establishment of religious as well as civil liberty is the present and great object of con|sideration and debate, be a witness against themselves, so long as they continue to keep their Fellow-Inhabitants in such griev|ous circumstances, whereby they are not only deprived of their liberty, but of all property and indeed of every right what|soever?
From the experience of others, we may deduce a proper application to ourselves: We read Jerm. xxxiv, 8. that the Jewish people, a little before the Babylonian Capti|vity, acknowledged the duty which lay upon them, of proclaiming liberty to those of their brethren who had been forceably kept in servitude, beyond the term limited by the Mosaic Law; for the performance of which they had made a covenant before the Lord; but upon the danger appearing to be over, by the retreat of the king of Babylon, they caused the servants and hand-maids whom they had let go free, to return, and brought them again into subjection. Where-upon the prophet pronounces the judgment, threatned by the Lord, against those who had thus falsified their covenant, Chap. xxxiv, II.
Ye have made a covenant before me, but ye turned and polluted my name, and caused every man his servant, and every man his hand-maid—to return and brought them into subjection.
There|fore, thus faith the Lord,
Ye have not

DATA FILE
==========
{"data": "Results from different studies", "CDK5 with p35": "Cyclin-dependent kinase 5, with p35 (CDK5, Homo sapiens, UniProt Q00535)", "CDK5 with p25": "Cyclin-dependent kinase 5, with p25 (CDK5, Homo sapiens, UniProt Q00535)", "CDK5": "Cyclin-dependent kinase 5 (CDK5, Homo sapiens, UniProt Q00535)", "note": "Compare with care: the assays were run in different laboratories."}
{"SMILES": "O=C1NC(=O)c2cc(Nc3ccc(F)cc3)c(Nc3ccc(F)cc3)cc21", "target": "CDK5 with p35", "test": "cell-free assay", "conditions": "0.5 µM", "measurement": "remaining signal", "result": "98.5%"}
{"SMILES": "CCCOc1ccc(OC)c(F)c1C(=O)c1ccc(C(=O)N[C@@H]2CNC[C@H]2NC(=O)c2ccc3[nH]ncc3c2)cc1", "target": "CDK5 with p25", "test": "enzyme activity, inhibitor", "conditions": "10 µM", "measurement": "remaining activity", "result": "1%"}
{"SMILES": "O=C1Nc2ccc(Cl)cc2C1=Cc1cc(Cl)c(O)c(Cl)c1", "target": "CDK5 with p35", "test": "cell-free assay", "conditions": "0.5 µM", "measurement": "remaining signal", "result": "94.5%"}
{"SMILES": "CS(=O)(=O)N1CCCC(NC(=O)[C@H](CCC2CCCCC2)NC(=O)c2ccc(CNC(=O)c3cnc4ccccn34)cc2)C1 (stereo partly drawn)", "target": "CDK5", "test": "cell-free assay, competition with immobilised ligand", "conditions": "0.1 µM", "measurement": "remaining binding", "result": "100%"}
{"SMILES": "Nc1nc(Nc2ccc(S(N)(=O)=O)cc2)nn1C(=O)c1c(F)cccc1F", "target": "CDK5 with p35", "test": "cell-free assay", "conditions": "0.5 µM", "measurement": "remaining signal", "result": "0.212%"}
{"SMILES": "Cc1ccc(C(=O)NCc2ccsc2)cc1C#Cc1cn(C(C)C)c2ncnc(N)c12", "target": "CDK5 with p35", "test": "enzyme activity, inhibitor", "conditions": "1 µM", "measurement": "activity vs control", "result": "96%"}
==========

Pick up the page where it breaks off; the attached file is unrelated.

hearkned unto me, in proclaiming liberty every one to his brother, and every man to his neighbour; behold I proclaim a li|berty for you, faith the Lord, to the sword the pestilence and the famine.
Here it may not be necessary to repeat what has been so fully declared in several modern publications, of the inconsistence of slavery with every right of mankind, with every feeling of humanity, and every pre|cept of Christianity; nor to point out its in|consistency with the welfare, peace and pro|sperity of every country, in proportion as it prevails; what grievous sufferings it brings on the poor Negroes; but more especially what a train of fatal vices it produces in their lordly oppressors and their unhappy offspring. Nevertheless for the sake of some who have not met with, or fully considered those former publications, and in ho•es that some who are still active in support of slave|ry, may be induced to consider their ways, and become more wise, the following sub|stance of an address or expostulation made by a sensible Author, to the several ranks of persons most immediately concerned in the trade, is now republished.